Holding that causality underlies economic laws, Menger taught that theoretical science provides the tools for studying phenomena that exhibit regularities. He distinguished between exact types and laws that deal with strictly typical phenomena and empirical-realistic types and laws that deal with truth within a particular spatio-temporal domain. Menger’s exact approach involves deductive-universalistic theory and looks for regularities in the coexistence and succession of phenomena that admits no exceptions and that are strictly ordered. His theoretical economics is concerned with exact laws based on the assumptions of self-interest, full knowledge, and freedom. Menger’s exact theoretical approach involves both isolation and abstraction from disturbing factors.

Menger taught that there are objective laws of nature and that goods have objective properties that make them capable of fulfilling men’s needs. He states that goods have no intrinsic or inherent value and that value is a judgment made by economizing individuals regarding the importance of particular goods for maintaining their lives and well-being. People have needs as living, conditional entities. The value of goods is contextual and emerges from their relationship to our needs. Subjective value (i.e., based on one’s personal estimation) can be viewed as individual, agent-relative, and objective. According to Menger, judgments are subjective but the truth or untruth of them can be determined objectively. The truth requires correspondence of facts with the judgment that is made. Menger thus contends that economic subjectivism is compatible with philosophical realism.

Menger, like the much later Ayn Rand, argued that the ultimate standard of value is the life of the valuer and espoused a type of contextually relational objectivity in his value theory. He defined value as the importance of a good in satisfying one’s needs. Menger also distinguished between economic and non-economic goods, developed a theory of marginal value, and investigated the implications of time and uncertainty.

Menger was also concerned about the way in which institutions arise and incorporated ontological and methodological individualism and spontaneous order in his genetico-compositive understanding of social phenomena. For example, he said that money is a product of human action and not of human design.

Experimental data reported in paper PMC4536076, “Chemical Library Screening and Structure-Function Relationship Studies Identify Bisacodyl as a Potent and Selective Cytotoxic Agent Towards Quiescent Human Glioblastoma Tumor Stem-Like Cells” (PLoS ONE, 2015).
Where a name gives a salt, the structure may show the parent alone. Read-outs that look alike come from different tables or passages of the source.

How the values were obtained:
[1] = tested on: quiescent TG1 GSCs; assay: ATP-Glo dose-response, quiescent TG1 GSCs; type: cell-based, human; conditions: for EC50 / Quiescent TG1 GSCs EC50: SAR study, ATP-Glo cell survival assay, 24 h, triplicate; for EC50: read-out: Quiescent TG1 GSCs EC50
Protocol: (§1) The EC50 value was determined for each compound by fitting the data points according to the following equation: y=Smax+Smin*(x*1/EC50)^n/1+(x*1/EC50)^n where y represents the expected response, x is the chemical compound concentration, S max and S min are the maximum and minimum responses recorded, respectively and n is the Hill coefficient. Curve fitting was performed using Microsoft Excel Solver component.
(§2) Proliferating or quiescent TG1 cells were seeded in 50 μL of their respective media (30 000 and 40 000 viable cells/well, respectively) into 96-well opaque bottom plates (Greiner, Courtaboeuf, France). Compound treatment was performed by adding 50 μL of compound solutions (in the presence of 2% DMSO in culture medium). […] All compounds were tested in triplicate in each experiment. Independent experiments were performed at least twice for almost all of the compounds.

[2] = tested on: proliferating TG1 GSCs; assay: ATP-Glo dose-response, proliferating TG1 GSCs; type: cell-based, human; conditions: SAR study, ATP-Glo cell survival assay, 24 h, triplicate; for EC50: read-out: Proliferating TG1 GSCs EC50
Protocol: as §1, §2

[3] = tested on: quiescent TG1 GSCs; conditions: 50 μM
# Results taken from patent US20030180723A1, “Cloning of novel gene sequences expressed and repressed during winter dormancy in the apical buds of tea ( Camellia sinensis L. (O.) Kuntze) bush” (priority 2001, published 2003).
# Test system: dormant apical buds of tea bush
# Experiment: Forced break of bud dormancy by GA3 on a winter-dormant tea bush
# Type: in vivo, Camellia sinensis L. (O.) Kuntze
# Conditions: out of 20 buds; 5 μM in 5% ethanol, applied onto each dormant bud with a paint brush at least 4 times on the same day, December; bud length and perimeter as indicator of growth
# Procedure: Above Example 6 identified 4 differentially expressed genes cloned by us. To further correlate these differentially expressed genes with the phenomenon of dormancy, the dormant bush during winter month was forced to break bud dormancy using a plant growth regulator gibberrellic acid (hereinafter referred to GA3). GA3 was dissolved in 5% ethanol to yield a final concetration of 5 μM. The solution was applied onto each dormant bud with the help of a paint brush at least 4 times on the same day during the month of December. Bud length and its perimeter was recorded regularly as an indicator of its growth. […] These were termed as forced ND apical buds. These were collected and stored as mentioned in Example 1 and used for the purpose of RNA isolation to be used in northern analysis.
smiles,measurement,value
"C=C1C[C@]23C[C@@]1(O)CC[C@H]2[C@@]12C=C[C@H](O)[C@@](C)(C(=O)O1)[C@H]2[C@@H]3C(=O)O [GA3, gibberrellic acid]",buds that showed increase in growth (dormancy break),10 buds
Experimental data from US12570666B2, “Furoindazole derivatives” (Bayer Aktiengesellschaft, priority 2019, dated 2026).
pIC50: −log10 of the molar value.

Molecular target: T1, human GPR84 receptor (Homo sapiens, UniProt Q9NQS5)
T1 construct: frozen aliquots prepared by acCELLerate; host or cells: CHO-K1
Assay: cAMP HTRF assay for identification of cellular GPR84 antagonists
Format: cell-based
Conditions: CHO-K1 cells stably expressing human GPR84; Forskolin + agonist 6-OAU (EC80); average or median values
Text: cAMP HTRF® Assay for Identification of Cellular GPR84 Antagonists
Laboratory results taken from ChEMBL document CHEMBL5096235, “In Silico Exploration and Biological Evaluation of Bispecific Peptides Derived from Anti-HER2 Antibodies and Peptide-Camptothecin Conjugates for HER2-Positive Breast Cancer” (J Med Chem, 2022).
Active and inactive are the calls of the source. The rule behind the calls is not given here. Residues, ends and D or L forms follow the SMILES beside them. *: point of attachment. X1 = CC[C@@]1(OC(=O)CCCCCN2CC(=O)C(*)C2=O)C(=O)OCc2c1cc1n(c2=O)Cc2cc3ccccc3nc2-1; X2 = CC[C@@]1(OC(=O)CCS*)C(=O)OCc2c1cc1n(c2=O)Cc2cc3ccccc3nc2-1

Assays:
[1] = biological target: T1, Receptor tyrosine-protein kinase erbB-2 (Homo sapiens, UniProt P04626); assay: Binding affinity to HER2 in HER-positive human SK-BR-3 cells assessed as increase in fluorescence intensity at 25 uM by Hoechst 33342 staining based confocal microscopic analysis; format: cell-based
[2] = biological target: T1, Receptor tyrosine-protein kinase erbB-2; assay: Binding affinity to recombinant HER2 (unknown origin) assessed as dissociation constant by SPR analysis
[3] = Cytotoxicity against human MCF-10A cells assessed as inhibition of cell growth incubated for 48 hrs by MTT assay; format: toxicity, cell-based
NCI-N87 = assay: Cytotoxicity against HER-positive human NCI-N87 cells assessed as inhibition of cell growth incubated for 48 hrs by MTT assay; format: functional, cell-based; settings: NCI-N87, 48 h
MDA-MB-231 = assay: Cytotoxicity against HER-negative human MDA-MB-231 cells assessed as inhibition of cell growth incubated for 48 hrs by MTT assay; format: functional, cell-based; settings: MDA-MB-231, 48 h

Ludwig von Mises (1881-1973) was dissatisfied with Menger’s Aristotelian methodology and value theory and therefore laid out his own view of economics and its fundamentals. Insisting on the a priori character of economic science, Mises relied upon aprioristic reasoning as the foundation of his thinking and work. He wanted to gain knowledge through purely conceptual and deductive reasoning from first principles. Mises wanted to study what is necessary and universal about actual actions performed by real human beings. He saw human action as the ultimate given. Mises explains that a person’s introspective knowledge that he is conscious and that he acts is a fact of reality independent of external experience. He said that action is reason applied to purpose and wanted to understand purposeful human action in an open-ended world of uncertainty.

Mises named the study of human action “praxeology.” He maintained that the categories of praxeology are universally valid because they reflect the structure of the human mind and the natural world. Mises said that the statements and propositions of economics are a priori, are not derived from experience, and do not proceed from inductive generalizations. He contended that economic theory rests on a body of truths independent of time and place. Included among these truths are the notions of causation, valuation, means and ends, scarcity, choice, opportunity cost, social cooperation, marginal utility, the time-preference theory of interest, the laws of exchange, and so on.